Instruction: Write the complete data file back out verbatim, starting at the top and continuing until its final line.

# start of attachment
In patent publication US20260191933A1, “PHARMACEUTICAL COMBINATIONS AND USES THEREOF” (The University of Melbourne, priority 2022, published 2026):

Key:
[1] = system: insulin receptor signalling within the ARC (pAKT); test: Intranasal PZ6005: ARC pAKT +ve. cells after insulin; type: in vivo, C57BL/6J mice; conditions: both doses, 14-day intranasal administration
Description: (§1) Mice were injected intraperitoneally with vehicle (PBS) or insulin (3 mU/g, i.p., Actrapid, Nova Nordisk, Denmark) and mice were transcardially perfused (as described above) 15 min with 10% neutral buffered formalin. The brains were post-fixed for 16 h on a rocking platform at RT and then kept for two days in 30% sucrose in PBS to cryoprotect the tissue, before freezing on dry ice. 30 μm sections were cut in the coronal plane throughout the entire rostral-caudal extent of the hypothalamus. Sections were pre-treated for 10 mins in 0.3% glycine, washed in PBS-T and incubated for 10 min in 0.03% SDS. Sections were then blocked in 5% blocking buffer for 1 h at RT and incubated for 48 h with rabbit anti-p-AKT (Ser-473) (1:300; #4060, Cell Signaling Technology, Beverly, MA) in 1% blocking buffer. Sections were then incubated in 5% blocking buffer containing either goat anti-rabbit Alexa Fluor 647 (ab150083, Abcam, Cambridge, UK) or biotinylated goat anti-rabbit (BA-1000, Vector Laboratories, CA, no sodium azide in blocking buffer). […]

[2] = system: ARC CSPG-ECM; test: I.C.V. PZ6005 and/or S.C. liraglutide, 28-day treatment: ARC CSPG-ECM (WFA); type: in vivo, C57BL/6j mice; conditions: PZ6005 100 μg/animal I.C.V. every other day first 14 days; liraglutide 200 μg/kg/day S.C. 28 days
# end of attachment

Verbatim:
In patent publication US20260191933A1, “PHARMACEUTICAL COMBINATIONS AND USES THEREOF” (The University of Melbourne, priority 2022, published 2026):

Key:
[1] = system: insulin receptor signalling within the ARC (pAKT); test: Intranasal PZ6005: ARC pAKT +ve. cells after insulin; type: in vivo, C57BL/6J mice; conditions: both doses, 14-day intranasal administration
Description: (§1) Mice were injected intraperitoneally with vehicle (PBS) or insulin (3 mU/g, i.p., Actrapid, Nova Nordisk, Denmark) and mice were transcardially perfused (as described above) 15 min with 10% neutral buffered formalin. The brains were post-fixed for 16 h on a rocking platform at RT and then kept for two days in 30% sucrose in PBS to cryoprotect the tissue, before freezing on dry ice. 30 μm sections were cut in the coronal plane throughout the entire rostral-caudal extent of the hypothalamus. Sections were pre-treated for 10 mins in 0.3% glycine, washed in PBS-T and incubated for 10 min in 0.03% SDS. Sections were then blocked in 5% blocking buffer for 1 h at RT and incubated for 48 h with rabbit anti-p-AKT (Ser-473) (1:300; #4060, Cell Signaling Technology, Beverly, MA) in 1% blocking buffer. Sections were then incubated in 5% blocking buffer containing either goat anti-rabbit Alexa Fluor 647 (ab150083, Abcam, Cambridge, UK) or biotinylated goat anti-rabbit (BA-1000, Vector Laboratories, CA, no sodium azide in blocking buffer). […]

[2] = system: ARC CSPG-ECM; test: I.C.V. PZ6005 and/or S.C. liraglutide, 28-day treatment: ARC CSPG-ECM (WFA); type: in vivo, C57BL/6j mice; conditions: PZ6005 100 μg/animal I.C.V. every other day first 14 days; liraglutide 200 μg/kg/day S.C. 28 days